Getting the Technology You Need (and Avoiding Killer Robots, etc.)
Science fiction has an entire (arguably dominant) subgenre of stories about technology that has gone too far. Think Terminator, Blade Runner and most recently, Severance. Severance follows the story of employees at a fictional corporation who have had their work self “severed” from their home selves through a microchip neural implant. Like its sci-fi predecessors, the tech leads to unexpected problems developing,
While thought-provoking, dramatic and entertaining, in your daily life, too much technology is far more likely to run the risk of being useless or too costly than it is to cause you any real danger.
Either way, just because you have the technological ability to do something, doesn’t mean that you should.
So how do you cut through the noise and not get distracted by bells and whistles? How do you make sure that the tech you buy is the tech you need?
Tech That Can Do It All
These days you can purchase equipment and software to do everything from making your coffee to texting appointment reminders to your customers. It’s hard for anyone to these features aren’t cool but there are people who need both, either or none.
Bells and whistles are often what sells a product, but I’ve been effusive about what’s more important is the dependability of your technology providers.
To use our examples, text appointment reminders are great if you’re a dentist but maybe less so if you’re a retail store manager. Likewise, cell phone integration for your telephone system is perfect for sales reps but probably not something you want if you’re in the medical field.
You need to make sure that the features you are looking at aren’t just “cool” but useful to your business. But getting the technology you need doesn’t have to be tricky.
The Process of Getting the Technology You Need
When you’re getting ready to make a new high or low tech purchase for yourself or your company it’s important to go in with a plan to make sure that you don’t get dazzled.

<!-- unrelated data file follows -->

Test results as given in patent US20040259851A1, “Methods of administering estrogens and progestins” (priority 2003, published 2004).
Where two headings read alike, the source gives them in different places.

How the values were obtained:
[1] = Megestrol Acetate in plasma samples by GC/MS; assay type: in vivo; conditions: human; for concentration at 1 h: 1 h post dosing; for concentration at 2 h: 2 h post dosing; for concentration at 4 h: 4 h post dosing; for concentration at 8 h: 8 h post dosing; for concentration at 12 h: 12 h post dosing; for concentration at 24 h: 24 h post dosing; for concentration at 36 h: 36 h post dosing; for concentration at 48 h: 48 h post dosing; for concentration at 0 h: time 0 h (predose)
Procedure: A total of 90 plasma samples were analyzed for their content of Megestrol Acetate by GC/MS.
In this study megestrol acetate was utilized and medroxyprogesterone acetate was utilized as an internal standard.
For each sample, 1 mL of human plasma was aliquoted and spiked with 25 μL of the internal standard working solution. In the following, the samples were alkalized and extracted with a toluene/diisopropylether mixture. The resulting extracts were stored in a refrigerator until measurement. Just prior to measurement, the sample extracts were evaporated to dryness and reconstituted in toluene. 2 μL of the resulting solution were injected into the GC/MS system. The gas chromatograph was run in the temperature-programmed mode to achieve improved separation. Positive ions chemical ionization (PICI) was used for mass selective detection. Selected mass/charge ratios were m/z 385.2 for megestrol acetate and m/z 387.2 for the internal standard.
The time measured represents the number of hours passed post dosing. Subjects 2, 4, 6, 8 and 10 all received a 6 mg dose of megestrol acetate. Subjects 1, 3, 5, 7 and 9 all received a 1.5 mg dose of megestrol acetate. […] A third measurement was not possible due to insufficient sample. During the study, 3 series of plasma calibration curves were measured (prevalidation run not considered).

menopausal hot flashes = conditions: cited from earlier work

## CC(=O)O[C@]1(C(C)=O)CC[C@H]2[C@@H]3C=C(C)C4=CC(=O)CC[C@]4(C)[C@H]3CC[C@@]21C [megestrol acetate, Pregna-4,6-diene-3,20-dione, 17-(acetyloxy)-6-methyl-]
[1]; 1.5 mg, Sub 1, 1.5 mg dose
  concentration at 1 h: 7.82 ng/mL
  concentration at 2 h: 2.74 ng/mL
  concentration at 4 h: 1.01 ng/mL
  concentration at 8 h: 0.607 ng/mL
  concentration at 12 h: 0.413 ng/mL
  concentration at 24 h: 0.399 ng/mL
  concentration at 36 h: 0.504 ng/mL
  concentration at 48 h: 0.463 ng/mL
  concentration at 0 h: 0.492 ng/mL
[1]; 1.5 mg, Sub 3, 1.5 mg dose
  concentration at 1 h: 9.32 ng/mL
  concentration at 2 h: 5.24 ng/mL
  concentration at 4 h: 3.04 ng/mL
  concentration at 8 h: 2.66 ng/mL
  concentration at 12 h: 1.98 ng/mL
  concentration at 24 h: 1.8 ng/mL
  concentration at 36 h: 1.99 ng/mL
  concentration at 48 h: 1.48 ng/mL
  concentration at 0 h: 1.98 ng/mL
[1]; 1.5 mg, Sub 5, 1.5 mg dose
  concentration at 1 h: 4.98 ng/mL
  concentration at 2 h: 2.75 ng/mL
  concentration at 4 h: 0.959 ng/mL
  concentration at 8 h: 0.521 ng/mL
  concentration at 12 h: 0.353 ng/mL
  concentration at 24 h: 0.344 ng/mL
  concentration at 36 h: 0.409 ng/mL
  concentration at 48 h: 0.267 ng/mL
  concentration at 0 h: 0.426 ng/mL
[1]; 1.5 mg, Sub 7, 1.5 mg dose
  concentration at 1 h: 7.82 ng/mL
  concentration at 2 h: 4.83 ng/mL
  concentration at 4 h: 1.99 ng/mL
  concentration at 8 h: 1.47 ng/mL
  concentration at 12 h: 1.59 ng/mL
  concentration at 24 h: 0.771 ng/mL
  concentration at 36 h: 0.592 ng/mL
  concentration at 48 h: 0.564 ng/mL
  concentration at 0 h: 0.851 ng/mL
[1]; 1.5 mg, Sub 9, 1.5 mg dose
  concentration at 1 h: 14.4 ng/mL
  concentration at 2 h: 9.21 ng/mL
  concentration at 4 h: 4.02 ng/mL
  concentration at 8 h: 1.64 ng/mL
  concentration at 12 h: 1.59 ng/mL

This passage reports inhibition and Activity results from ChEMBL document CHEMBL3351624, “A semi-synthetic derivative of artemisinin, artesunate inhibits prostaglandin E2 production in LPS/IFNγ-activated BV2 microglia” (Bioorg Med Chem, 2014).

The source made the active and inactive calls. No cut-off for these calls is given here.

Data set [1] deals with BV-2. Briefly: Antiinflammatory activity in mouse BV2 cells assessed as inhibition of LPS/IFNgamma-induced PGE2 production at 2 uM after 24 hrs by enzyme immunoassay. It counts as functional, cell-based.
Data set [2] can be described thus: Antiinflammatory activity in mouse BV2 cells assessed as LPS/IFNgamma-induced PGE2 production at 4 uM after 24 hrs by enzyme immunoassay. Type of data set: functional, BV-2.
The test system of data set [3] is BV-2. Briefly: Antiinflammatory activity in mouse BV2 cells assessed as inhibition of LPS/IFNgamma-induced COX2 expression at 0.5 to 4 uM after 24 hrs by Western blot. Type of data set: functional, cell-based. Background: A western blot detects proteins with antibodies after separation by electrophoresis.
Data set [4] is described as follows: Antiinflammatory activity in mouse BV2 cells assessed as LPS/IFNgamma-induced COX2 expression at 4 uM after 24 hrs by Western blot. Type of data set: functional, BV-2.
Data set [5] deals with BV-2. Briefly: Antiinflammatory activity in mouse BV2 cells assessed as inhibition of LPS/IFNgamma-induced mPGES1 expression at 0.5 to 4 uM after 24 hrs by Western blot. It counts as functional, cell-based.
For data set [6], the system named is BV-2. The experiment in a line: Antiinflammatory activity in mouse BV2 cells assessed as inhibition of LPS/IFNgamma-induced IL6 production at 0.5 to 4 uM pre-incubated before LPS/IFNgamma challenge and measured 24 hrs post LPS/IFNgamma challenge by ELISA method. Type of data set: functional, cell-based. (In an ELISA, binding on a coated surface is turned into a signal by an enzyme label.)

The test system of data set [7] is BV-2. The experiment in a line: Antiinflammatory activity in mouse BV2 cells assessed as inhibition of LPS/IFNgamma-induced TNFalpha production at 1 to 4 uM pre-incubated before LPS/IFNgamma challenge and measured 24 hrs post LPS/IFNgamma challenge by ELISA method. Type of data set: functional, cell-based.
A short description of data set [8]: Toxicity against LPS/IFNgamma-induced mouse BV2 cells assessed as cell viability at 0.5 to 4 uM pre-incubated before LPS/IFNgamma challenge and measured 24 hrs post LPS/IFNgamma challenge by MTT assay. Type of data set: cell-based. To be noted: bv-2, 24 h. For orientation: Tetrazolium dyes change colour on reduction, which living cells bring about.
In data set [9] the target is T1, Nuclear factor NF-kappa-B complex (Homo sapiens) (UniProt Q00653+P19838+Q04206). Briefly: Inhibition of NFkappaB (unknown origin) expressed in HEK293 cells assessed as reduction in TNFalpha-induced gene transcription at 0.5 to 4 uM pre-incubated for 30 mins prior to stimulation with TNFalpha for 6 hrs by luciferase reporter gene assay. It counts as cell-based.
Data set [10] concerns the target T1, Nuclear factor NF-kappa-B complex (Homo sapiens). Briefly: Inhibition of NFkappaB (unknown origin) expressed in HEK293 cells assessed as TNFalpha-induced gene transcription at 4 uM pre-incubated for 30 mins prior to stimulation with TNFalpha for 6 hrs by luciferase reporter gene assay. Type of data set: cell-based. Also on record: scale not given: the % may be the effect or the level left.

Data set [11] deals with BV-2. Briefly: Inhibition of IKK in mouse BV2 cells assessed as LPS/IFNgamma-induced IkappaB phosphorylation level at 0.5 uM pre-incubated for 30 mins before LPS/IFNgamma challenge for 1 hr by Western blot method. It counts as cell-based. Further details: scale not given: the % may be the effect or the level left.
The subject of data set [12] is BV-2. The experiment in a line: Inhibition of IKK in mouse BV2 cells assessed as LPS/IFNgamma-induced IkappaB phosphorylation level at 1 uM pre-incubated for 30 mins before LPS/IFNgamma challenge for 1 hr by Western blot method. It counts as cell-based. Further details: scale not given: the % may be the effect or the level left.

To do this I recommend, 3 things – 1) Figure out your priorities, 2) set an agenda, 3) make sure that the features or gadgets you’re paying for is solving a problem, and if you’re paying for something you didn’t plan for, check your cost to benefit ratio.
When it comes to your priorities, if you have initiated the conversation or the search for a solution, you probably have a good idea of what your priorities are.
For example, if you are looking to get a new telephone system, you probably have a reason.Do you want a certain new feature? Are you trying to save money on your monthly bill? Is your old equipment malfunctioning?
Whatever your reason for buying, keep it in mind. It helps you to not get distracted by the razzle-dazzle.
Don’t get so excited about a new feature that you miss out on getting the technology you need.
Set an Agenda
Once you know what your priorities are, you can set your agenda.
Write down what you want. Have an idea in mind for what you’re willing to pay for it.
You may want to do a cost benefit ratio. How much time/money will a new feature save you? If money is your primary motivator it’s easy to see whether the money saved will be worth the upfront money you spend.
For example, newer telephone systems can save money on your monthly bill by routing calls to go over the internet. So the question is, how much money will it save you monthly and how long will it take the upfront installation cost to pay itself off.
Here’s another example:
Call recording is a great way to catch problems between employees’ interactions with customers.
If you’re getting a system for a feature like call recording, ask yourself how much money you lose if an employee botches a customer transaction. Then figure out how many botched transactions it would take to pay for call recording.
Solving a Problem? Cost/Benefit Ratio
If something new is presented to you beyond your priorities, ask yourself “does the new feature solve a problem?”
It wasn’t one of your priorities. Should it have been?
If not, the question once again comes down to cost vs benefit. As they say, is the juice worth the squeeze?
Just because you didn’t think you needed something doesn’t mean it doesn’t have value. In fact a good salesperson with your interest in mind will tell you about features you hadn’t considered that will solve problems you didn’t realize you could solve. But you absolutely should make sure it does have value beyond the dazzle factor.
So how do you make sure you are getting the technology you need?
You make sure it solves a problem and that solving that problem is worth more than the cost of the tech.
And ideally, make sure whatever you buy won’t somehow develop into killer robots that want to destroy mankind.